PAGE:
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National Trust - Montacute House

About Us

Montacute is a masterpiece of Elizabethan Renaissance architecture and design. With its towering walls of glass, glow of ham stone, and its surrounding gardens it is a place of beauty and wonder.

Sir Edward Phelips, was the visionary force and money behind the creation of this masterpiece, which was completed in 1601. Built by skilled craftsman using local ham stone under the instruction of William Arnold, master mason, the house was a statement of wealth, ambition and showmanship.

Come face to face with the past in the Long Gallery, which is the longest of its kind in England. The gallery houses over 60 Tudor and Elizabethan portraits on loan from the National Portrait Gallery.

Beautiful gardens surround Montacute, constantly changing, filling the house with scent in summer and providing an atmospheric backdrop for a winter walk.

Whether you just want to let the children run and explore, or be inspired by the collections housed within the walls of Montacute, you will leave with lasting memories and a desire to soon return.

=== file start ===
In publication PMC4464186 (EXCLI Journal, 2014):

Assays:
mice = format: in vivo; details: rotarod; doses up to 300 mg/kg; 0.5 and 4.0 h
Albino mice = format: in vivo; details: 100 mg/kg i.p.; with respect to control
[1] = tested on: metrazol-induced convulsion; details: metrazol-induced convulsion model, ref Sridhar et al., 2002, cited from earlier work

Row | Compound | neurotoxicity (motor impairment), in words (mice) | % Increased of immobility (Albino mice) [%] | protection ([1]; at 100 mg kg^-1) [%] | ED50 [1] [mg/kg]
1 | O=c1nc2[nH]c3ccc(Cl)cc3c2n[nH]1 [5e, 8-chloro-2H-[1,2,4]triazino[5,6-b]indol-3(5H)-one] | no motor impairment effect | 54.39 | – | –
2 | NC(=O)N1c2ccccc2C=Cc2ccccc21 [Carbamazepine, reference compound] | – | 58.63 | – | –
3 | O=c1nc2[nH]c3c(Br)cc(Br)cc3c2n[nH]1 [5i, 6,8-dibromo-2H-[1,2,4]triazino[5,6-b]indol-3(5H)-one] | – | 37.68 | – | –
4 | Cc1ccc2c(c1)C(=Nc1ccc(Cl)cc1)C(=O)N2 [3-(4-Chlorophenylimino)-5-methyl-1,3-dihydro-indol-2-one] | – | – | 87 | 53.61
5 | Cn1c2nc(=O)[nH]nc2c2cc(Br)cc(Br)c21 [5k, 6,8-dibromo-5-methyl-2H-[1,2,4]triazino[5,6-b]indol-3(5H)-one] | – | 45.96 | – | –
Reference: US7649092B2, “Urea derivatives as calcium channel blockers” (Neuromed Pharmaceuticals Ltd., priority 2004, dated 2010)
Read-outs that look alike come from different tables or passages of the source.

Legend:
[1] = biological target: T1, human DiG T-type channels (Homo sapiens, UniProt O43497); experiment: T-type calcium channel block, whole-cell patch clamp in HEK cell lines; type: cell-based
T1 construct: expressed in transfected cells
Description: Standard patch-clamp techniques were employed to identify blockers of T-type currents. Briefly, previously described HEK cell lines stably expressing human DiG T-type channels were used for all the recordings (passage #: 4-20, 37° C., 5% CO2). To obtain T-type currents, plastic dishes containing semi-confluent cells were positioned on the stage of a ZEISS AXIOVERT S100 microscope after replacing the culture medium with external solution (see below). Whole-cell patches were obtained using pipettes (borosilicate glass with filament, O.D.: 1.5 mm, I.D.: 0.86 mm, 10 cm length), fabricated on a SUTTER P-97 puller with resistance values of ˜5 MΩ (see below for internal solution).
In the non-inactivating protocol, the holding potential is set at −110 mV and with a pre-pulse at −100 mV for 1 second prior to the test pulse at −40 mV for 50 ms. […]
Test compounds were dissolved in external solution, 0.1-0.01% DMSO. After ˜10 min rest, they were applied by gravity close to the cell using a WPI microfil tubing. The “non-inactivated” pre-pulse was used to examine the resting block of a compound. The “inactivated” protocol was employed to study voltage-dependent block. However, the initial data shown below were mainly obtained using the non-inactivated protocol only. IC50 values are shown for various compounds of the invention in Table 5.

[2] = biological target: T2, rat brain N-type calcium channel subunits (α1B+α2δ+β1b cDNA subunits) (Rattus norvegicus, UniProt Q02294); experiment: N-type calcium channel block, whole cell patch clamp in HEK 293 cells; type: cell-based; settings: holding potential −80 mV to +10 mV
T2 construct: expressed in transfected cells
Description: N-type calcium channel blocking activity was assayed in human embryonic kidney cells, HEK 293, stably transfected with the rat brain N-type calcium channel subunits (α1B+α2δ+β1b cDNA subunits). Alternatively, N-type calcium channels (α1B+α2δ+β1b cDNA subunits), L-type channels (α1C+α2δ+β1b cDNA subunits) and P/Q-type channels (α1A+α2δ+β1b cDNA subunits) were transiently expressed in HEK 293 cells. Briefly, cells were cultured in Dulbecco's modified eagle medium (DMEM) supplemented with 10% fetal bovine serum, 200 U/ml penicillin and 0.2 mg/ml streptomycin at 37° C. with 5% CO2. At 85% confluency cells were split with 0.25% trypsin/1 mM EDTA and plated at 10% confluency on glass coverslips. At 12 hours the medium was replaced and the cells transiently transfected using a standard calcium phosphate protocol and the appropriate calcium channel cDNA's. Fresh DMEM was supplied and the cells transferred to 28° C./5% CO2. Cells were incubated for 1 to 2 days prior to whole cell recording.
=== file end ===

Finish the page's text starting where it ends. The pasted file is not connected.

Within 20 minutes drive of Montacute, you will find four fascinating smaller properties each with its own unique character, history, and story to tell.

Their combined age of 2,300 years spans from the medieval period to the early 19th century. Explore Stoke Priory, a fine collection of medieval farm buildings; Treasurer's House, with its great hall and unusual wall painting; Stembridge Tower Mill, the last remaining thatched windmill in England; and the Priest’s House, a medieval home of great character not to be missed.